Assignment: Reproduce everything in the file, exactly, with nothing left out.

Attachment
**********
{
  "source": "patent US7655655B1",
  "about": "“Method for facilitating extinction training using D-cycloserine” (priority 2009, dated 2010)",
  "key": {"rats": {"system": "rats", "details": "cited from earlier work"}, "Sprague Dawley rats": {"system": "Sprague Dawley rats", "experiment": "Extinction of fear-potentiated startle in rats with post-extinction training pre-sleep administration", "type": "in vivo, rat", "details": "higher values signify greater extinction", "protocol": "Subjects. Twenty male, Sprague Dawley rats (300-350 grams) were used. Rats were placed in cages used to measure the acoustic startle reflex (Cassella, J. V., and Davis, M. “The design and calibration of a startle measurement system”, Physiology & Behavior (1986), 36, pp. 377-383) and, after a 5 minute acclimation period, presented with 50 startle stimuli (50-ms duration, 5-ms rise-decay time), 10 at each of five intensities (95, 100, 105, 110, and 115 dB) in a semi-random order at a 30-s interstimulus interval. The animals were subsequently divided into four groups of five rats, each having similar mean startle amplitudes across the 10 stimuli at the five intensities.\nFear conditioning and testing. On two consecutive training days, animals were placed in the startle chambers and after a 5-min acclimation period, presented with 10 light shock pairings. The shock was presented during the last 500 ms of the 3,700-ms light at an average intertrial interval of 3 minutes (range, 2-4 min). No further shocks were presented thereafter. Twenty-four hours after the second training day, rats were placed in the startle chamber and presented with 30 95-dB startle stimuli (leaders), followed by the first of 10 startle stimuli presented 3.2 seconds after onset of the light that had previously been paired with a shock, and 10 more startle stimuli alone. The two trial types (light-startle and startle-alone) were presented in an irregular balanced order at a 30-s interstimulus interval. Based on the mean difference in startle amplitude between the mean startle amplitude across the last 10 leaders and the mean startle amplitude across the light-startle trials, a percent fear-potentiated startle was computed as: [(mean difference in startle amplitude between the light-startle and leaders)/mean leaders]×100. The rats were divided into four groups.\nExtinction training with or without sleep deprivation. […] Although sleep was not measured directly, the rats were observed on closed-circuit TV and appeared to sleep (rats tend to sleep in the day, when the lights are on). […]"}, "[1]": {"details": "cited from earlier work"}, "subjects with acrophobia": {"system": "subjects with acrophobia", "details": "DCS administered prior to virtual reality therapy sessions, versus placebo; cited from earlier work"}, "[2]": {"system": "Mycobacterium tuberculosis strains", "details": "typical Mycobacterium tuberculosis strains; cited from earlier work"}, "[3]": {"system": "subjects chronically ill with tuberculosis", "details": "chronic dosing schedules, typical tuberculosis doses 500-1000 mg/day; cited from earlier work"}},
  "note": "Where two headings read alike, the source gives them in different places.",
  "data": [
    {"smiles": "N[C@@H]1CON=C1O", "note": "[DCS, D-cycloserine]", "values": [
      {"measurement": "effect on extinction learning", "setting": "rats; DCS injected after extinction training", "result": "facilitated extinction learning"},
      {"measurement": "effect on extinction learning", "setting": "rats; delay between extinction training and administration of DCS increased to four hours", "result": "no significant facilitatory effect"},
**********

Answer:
{
  "source": "patent US7655655B1",
  "about": "“Method for facilitating extinction training using D-cycloserine” (priority 2009, dated 2010)",
  "key": {"rats": {"system": "rats", "details": "cited from earlier work"}, "Sprague Dawley rats": {"system": "Sprague Dawley rats", "experiment": "Extinction of fear-potentiated startle in rats with post-extinction training pre-sleep administration", "type": "in vivo, rat", "details": "higher values signify greater extinction", "protocol": "Subjects. Twenty male, Sprague Dawley rats (300-350 grams) were used. Rats were placed in cages used to measure the acoustic startle reflex (Cassella, J. V., and Davis, M. “The design and calibration of a startle measurement system”, Physiology & Behavior (1986), 36, pp. 377-383) and, after a 5 minute acclimation period, presented with 50 startle stimuli (50-ms duration, 5-ms rise-decay time), 10 at each of five intensities (95, 100, 105, 110, and 115 dB) in a semi-random order at a 30-s interstimulus interval. The animals were subsequently divided into four groups of five rats, each having similar mean startle amplitudes across the 10 stimuli at the five intensities.\nFear conditioning and testing. On two consecutive training days, animals were placed in the startle chambers and after a 5-min acclimation period, presented with 10 light shock pairings. The shock was presented during the last 500 ms of the 3,700-ms light at an average intertrial interval of 3 minutes (range, 2-4 min). No further shocks were presented thereafter. Twenty-four hours after the second training day, rats were placed in the startle chamber and presented with 30 95-dB startle stimuli (leaders), followed by the first of 10 startle stimuli presented 3.2 seconds after onset of the light that had previously been paired with a shock, and 10 more startle stimuli alone. The two trial types (light-startle and startle-alone) were presented in an irregular balanced order at a 30-s interstimulus interval. Based on the mean difference in startle amplitude between the mean startle amplitude across the last 10 leaders and the mean startle amplitude across the light-startle trials, a percent fear-potentiated startle was computed as: [(mean difference in startle amplitude between the light-startle and leaders)/mean leaders]×100. The rats were divided into four groups.\nExtinction training with or without sleep deprivation. […] Although sleep was not measured directly, the rats were observed on closed-circuit TV and appeared to sleep (rats tend to sleep in the day, when the lights are on). […]"}, "[1]": {"details": "cited from earlier work"}, "subjects with acrophobia": {"system": "subjects with acrophobia", "details": "DCS administered prior to virtual reality therapy sessions, versus placebo; cited from earlier work"}, "[2]": {"system": "Mycobacterium tuberculosis strains", "details": "typical Mycobacterium tuberculosis strains; cited from earlier work"}, "[3]": {"system": "subjects chronically ill with tuberculosis", "details": "chronic dosing schedules, typical tuberculosis doses 500-1000 mg/day; cited from earlier work"}},
  "note": "Where two headings read alike, the source gives them in different places.",
  "data": [
    {"smiles": "N[C@@H]1CON=C1O", "note": "[DCS, D-cycloserine]", "values": [
      {"measurement": "effect on extinction learning", "setting": "rats; DCS injected after extinction training", "result": "facilitated extinction learning"},
      {"measurement": "effect on extinction learning", "setting": "rats; delay between extinction training and administration of DCS increased to four hours", "result": "no significant facilitatory effect"},